Almost half of office workers would be tempted to work for another employer if they offer better apps to make their working lives easier.
That’s according to a transatlantic survey commissioned by an enterprise productivity operating system provider which spoke to 1,500 in the UK and a similar number in the US.
Researchers found that Americans were the most fussy when it came to their tech: six in ten would consider making a leap, as opposed to half of those in Britain.
At the heart of it was the fact that many were not happy with the apps provided by employers to do their jobs and collaborate with colleagues during the pandemic lockdowns.
The survey highlighted a lack of training from employers with many saying they had access to less since working from home.
The vast majority of them said that the apps, tools and tech were important, while one in five in the UK put “being provided the right apps and tech tools to succeed in my job” in the top three most important factors impacting job satisfaction.
with many employees likely to work on a hybrid basis going forward, it is an important moment to invest in our people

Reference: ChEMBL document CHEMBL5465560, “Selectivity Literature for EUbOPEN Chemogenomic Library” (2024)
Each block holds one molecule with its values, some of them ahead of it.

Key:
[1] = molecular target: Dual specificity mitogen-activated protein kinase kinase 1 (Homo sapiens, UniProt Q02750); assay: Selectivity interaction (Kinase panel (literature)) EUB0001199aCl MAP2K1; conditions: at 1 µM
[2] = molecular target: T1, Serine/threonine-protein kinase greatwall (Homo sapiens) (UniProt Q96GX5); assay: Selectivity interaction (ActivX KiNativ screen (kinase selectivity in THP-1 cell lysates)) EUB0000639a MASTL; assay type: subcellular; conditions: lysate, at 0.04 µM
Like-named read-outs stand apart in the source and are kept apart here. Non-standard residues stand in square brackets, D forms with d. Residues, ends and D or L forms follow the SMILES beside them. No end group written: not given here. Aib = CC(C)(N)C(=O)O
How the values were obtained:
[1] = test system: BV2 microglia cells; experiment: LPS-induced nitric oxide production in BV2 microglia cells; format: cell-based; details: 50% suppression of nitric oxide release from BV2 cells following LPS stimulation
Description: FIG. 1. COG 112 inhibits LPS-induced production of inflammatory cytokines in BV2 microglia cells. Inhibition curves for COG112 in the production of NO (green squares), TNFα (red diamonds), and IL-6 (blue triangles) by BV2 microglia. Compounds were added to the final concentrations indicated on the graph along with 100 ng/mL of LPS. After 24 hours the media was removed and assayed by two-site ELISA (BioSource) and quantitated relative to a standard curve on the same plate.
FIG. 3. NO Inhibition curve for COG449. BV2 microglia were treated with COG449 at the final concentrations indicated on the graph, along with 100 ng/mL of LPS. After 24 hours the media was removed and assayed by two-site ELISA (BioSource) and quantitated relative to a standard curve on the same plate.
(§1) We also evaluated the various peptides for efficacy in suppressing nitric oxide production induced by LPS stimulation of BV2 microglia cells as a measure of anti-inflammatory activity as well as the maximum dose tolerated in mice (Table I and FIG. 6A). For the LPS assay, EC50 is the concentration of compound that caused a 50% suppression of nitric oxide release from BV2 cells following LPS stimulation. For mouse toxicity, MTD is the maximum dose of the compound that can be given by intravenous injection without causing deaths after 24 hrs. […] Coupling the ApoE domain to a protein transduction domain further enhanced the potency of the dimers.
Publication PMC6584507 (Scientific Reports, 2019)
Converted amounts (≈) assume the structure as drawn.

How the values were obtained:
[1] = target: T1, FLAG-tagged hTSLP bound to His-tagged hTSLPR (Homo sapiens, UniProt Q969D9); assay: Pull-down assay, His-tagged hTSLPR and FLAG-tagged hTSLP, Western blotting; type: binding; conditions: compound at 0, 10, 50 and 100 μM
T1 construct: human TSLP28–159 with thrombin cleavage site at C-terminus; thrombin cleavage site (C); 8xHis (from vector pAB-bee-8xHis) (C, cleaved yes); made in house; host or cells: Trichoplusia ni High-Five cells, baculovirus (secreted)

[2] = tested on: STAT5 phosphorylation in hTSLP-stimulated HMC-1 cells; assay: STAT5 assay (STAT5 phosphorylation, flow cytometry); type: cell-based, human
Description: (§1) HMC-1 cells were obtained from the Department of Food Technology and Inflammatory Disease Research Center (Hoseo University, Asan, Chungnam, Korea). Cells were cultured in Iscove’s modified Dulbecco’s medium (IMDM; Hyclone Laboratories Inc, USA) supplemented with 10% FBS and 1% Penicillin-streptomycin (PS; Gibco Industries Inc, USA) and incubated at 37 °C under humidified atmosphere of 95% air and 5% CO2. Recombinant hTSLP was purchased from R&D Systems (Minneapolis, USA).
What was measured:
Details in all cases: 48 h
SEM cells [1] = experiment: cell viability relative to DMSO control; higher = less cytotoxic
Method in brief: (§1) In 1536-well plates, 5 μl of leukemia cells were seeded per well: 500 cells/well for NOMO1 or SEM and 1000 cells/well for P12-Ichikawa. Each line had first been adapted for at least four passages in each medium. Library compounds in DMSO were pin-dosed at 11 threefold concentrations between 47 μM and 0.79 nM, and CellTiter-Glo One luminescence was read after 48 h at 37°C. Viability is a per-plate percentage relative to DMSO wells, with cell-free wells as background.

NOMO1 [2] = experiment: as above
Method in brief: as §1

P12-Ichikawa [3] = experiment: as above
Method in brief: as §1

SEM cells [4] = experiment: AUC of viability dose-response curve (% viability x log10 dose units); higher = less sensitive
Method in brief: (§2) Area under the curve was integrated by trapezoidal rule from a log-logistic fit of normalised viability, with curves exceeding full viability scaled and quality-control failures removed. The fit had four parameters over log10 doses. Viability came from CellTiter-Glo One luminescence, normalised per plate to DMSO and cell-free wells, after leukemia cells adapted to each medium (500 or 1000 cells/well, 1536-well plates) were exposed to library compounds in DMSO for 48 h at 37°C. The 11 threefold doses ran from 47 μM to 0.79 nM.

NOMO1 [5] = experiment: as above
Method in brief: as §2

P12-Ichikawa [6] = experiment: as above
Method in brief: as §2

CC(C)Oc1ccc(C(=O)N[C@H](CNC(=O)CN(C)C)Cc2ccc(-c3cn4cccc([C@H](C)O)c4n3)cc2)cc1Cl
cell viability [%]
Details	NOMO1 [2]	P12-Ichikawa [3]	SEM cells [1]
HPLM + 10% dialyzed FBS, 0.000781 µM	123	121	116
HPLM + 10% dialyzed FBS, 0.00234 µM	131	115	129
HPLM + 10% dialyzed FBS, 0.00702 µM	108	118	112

The research adds weight to concerns about a “Great Resignation”, with almost a quarter of workers claiming they are actively planning to change employers in the coming months, according to a separate survey of 6,000 workers by recruitment firm Randstad UK.
Adam Toms, CEO-Europe at the survey’s authors, OpenFin, described this as a “wake-up call for employers” indicates that the software and tech tools provided to employees are at the heart of both staff retention and productivity.
He said: “Now that there is potential light at the end of the pandemic tunnel, and with many employees likely to work on a hybrid basis going forward, it is an important moment to invest in our people.
“This means considering the application, software and training needs of staff, supercharging employees with the right data in their workflows and decision making to make them more efficient, more effective and much happier.”
The research did reveal that working from home during Lockdown had a positive effect on working relationships, with almost half stating they actually improved while working from home.
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